Bone-building drugs seem to cut risk that breast cancer returns
Oncologists look to further studies
By Marilynn Marchione
June 1, 2008
CHICAGO – A drug to prevent bone loss during breast cancer treatment also substantially cut the risk the cancer would return, results that left doctors excited about a possible new way to fight the disease.
It's the first large study to affirm wider anti-cancer hopes for Zometa and other bone-building drugs called bisphosphonates. Zometa, made by Novartis AG, is used for cancers that have spread to the bone.
The study was sponsored by Zometa's maker, Swiss-based Novartis, and British-based AstraZeneca PLC, which makes Arimidex, the brand name of anastrozole, also used in the treatment of breast cancer in post-menopausal women. The study was led by Dr. Michael Gnant of the Medical University of Vienna, who consults for the companies and several other breast cancer drugmakers.
The study involved 1,800 premenopausal women taking hormone treatments for early-stage breast cancer. Zometa cut by one-third the chances that cancer would recur – in their bones or anywhere else.
“This is an important finding. It may well change practice,” said Dr. Claudine Isaacs, director of the clinical breast cancer program at Georgetown University's Lombardi Cancer Center.
About three-fourths of breast cancers occur in women after menopause. Zometa may help them, too, but it hasn't been tested in that age group.
Gnant reported his study yesterday at an American Society of Clinical Oncology conference in Chicago.
If a second, ongoing study also finds a benefit, doctors predict Zometa will be quickly tested against other cancers that tend to spread, or metastasize, to bones, such as prostate and kidney cancer.
“Hugely important is whether this has to do with the fact that it just makes the bone hostile, somehow, to metastasis, or if there is a more global anti-metastasis effect,” said the oncology group's president, Dr. Nancy Davidson of Johns Hopkins University. “Either of those would be good and would teach us a lot about what to do next.”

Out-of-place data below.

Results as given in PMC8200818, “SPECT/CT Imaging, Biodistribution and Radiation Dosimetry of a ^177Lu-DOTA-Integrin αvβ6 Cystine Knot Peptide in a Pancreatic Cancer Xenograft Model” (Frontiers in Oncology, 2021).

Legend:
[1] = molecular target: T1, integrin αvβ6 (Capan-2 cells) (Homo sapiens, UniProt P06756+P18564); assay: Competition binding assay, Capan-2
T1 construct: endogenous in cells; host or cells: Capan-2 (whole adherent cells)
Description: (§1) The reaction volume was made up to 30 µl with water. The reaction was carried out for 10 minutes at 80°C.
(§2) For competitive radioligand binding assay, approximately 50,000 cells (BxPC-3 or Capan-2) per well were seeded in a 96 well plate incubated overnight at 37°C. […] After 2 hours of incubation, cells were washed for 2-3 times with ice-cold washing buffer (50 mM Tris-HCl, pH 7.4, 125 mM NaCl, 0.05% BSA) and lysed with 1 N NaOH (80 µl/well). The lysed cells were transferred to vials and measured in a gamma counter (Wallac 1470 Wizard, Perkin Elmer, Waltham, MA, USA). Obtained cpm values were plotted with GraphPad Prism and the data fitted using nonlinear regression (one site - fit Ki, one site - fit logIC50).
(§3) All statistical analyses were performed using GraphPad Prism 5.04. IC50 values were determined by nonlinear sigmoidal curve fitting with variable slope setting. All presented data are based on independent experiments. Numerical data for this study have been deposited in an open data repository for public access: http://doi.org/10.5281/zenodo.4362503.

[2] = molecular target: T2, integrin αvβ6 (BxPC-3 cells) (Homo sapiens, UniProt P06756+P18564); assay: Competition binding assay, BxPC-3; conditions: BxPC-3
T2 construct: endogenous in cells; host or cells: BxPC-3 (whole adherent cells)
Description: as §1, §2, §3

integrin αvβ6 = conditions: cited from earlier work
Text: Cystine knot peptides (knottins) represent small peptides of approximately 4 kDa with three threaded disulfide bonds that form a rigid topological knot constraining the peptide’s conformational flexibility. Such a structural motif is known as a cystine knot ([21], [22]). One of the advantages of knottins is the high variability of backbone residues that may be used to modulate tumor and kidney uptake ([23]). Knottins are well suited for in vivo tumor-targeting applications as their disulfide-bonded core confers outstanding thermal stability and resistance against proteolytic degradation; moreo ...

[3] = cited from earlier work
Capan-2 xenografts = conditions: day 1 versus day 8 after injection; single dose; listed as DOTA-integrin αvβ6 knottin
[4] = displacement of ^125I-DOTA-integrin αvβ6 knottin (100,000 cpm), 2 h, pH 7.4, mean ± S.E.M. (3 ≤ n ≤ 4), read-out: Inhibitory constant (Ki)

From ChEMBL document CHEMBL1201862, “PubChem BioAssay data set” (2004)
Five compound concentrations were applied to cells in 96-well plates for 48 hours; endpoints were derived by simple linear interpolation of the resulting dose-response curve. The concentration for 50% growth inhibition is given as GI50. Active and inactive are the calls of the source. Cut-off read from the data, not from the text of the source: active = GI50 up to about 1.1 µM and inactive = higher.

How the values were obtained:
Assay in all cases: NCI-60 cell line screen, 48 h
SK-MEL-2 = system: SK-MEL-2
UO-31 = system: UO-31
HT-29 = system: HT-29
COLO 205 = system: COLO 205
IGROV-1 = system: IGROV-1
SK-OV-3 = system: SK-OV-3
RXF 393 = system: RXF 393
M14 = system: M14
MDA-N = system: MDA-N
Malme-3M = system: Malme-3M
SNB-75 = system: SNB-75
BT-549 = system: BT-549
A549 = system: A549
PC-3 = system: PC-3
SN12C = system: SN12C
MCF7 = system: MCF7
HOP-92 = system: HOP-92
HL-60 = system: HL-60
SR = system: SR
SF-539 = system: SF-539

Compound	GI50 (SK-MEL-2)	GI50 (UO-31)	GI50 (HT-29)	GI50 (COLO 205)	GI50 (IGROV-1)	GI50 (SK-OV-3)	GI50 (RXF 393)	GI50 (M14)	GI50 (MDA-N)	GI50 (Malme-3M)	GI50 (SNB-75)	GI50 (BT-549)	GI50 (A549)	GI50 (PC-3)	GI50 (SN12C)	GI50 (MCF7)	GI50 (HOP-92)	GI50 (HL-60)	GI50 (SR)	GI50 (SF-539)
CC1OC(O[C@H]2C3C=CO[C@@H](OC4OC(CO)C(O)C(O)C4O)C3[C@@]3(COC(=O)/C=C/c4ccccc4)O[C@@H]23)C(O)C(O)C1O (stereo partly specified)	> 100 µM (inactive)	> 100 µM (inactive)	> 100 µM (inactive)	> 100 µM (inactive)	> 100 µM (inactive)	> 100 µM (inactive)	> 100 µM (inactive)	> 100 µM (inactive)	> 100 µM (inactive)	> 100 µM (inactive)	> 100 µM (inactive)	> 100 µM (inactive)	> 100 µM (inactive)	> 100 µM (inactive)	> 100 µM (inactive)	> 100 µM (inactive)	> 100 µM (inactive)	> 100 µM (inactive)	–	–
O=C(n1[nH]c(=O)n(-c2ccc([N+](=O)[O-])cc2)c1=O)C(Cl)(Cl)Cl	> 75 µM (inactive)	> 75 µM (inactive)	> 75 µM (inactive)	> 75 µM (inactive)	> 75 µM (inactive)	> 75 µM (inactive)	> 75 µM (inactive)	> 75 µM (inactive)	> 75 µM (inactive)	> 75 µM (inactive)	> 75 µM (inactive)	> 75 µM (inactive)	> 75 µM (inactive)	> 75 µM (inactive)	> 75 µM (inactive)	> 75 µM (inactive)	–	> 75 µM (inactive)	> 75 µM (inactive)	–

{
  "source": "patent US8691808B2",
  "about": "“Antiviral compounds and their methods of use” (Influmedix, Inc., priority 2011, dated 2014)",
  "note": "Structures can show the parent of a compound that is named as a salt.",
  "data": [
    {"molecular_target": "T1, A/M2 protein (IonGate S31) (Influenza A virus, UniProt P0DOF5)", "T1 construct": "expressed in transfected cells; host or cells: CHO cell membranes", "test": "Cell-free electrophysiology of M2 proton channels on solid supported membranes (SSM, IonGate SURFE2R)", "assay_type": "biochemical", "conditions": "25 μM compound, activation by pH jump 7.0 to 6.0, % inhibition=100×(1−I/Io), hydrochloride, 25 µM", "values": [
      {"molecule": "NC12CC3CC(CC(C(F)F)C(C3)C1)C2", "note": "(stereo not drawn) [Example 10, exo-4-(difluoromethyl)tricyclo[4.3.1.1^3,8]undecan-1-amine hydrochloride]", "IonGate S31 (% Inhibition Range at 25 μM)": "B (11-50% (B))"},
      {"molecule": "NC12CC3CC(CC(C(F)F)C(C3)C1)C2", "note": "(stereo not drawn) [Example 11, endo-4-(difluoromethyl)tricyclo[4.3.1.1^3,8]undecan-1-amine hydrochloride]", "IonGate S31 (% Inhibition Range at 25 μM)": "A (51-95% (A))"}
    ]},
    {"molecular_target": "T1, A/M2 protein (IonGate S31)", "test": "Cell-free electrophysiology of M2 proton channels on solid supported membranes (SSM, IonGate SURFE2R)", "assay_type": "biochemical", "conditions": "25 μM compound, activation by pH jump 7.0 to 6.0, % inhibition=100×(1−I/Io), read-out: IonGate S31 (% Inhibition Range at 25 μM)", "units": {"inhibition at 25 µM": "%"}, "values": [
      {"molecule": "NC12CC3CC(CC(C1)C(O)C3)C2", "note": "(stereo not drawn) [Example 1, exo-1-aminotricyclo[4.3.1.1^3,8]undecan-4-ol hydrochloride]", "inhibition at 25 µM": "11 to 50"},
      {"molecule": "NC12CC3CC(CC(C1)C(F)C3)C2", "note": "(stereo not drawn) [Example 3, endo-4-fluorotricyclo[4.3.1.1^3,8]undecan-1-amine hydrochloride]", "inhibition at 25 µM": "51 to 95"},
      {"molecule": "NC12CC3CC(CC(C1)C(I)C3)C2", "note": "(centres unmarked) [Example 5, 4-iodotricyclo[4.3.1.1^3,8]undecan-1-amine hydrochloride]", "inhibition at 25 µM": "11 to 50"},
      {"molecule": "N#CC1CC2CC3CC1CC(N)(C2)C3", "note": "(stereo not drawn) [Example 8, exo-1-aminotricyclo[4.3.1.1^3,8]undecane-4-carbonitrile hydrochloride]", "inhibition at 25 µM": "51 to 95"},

Breast cancer is the most common cancer in women. About 184,450 cases and 40,930 deaths from the disease are expected in the United States this year.
Standard treatments are surgery, chemotherapy, radiation and hormone-blocking drugs if the tumors are like those in the study – helped to grow by estrogen or progesterone.
The hormone-blockers often weaken bones, so bisphosphonates such as the osteoporosis pill Fosamax have become increasingly popular to treat this side effect. Using them to treat the cancer is a very different approach.
Lab studies hinted that it would work, and Gnant's is the first to test it in a large group of breast cancer patients.
All had surgery to remove their tumors and were taking hormone-blocking drugs – goserelin plus either tamoxifen or anastrozole – treatments that made them menopausal. Half also were given infusions of Zometa once every six months.
The women were treated for three years and studied for two more. By then, 6 percent of those given Zometa had suffered a relapse or died, compared with 9 percent of the others. That translated to a 36 percent decline in risk.
Sixteen women given Zometa died versus 26 of the others – a difference that could have occurred by chance, but an encouraging trend doctors hope will mean better survival as the groups are followed for a longer time.
There were no big differences in serious side effects, though minor ones such as fever and bone and joint pain were more common among women given Zometa. Two percent of all study participants developed a rapid heartbeat, but only three were hospitalized – two on Zometa and one of the others. With doctor fees, a Zometa treatment can run more than $1,200.
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